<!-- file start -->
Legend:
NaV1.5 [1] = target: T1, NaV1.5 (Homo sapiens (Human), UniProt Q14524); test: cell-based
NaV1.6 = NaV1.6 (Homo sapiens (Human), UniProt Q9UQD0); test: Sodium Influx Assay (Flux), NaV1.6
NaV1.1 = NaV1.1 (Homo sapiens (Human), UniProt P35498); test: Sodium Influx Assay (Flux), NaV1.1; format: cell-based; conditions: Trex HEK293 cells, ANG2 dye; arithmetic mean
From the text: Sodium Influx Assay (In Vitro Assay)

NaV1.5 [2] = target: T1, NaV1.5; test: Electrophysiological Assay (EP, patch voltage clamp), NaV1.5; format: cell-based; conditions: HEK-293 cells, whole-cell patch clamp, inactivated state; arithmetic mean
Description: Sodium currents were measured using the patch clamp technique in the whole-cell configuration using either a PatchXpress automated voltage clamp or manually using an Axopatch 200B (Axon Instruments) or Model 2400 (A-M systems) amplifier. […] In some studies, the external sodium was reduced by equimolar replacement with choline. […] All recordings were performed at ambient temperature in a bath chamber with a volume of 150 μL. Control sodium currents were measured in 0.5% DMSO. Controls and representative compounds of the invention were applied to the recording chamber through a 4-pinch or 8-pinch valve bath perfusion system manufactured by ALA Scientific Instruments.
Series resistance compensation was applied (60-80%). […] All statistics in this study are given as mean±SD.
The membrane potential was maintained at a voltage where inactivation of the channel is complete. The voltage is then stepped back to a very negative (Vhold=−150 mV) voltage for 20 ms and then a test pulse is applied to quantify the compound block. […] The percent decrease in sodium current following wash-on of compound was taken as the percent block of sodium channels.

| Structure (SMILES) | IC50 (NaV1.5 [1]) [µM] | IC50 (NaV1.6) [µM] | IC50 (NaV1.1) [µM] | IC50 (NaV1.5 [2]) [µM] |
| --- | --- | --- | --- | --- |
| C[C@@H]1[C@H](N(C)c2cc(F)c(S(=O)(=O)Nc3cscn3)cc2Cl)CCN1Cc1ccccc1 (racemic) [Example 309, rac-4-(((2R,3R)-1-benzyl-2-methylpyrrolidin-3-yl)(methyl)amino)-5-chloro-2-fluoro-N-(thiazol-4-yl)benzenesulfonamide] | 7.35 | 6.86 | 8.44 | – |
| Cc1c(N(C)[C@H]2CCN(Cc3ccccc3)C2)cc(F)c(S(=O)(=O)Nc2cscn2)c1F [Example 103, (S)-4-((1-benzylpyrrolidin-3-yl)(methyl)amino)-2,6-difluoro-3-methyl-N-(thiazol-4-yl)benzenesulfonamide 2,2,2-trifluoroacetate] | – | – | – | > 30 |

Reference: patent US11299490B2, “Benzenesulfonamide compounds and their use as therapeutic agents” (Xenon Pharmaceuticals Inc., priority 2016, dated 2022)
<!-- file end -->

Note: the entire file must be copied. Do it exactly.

Legend:
NaV1.5 [1] = target: T1, NaV1.5 (Homo sapiens (Human), UniProt Q14524); test: cell-based
NaV1.6 = NaV1.6 (Homo sapiens (Human), UniProt Q9UQD0); test: Sodium Influx Assay (Flux), NaV1.6
NaV1.1 = NaV1.1 (Homo sapiens (Human), UniProt P35498); test: Sodium Influx Assay (Flux), NaV1.1; format: cell-based; conditions: Trex HEK293 cells, ANG2 dye; arithmetic mean
From the text: Sodium Influx Assay (In Vitro Assay)

NaV1.5 [2] = target: T1, NaV1.5; test: Electrophysiological Assay (EP, patch voltage clamp), NaV1.5; format: cell-based; conditions: HEK-293 cells, whole-cell patch clamp, inactivated state; arithmetic mean
Description: Sodium currents were measured using the patch clamp technique in the whole-cell configuration using either a PatchXpress automated voltage clamp or manually using an Axopatch 200B (Axon Instruments) or Model 2400 (A-M systems) amplifier. […] In some studies, the external sodium was reduced by equimolar replacement with choline. […] All recordings were performed at ambient temperature in a bath chamber with a volume of 150 μL. Control sodium currents were measured in 0.5% DMSO. Controls and representative compounds of the invention were applied to the recording chamber through a 4-pinch or 8-pinch valve bath perfusion system manufactured by ALA Scientific Instruments.
Series resistance compensation was applied (60-80%). […] All statistics in this study are given as mean±SD.
The membrane potential was maintained at a voltage where inactivation of the channel is complete. The voltage is then stepped back to a very negative (Vhold=−150 mV) voltage for 20 ms and then a test pulse is applied to quantify the compound block. […] The percent decrease in sodium current following wash-on of compound was taken as the percent block of sodium channels.

| Structure (SMILES) | IC50 (NaV1.5 [1]) [µM] | IC50 (NaV1.6) [µM] | IC50 (NaV1.1) [µM] | IC50 (NaV1.5 [2]) [µM] |
| --- | --- | --- | --- | --- |
| C[C@@H]1[C@H](N(C)c2cc(F)c(S(=O)(=O)Nc3cscn3)cc2Cl)CCN1Cc1ccccc1 (racemic) [Example 309, rac-4-(((2R,3R)-1-benzyl-2-methylpyrrolidin-3-yl)(methyl)amino)-5-chloro-2-fluoro-N-(thiazol-4-yl)benzenesulfonamide] | 7.35 | 6.86 | 8.44 | – |
| Cc1c(N(C)[C@H]2CCN(Cc3ccccc3)C2)cc(F)c(S(=O)(=O)Nc2cscn2)c1F [Example 103, (S)-4-((1-benzylpyrrolidin-3-yl)(methyl)amino)-2,6-difluoro-3-methyl-N-(thiazol-4-yl)benzenesulfonamide 2,2,2-trifluoroacetate] | – | – | – | > 30 |

Reference: patent US11299490B2, “Benzenesulfonamide compounds and their use as therapeutic agents” (Xenon Pharmaceuticals Inc., priority 2016, dated 2022)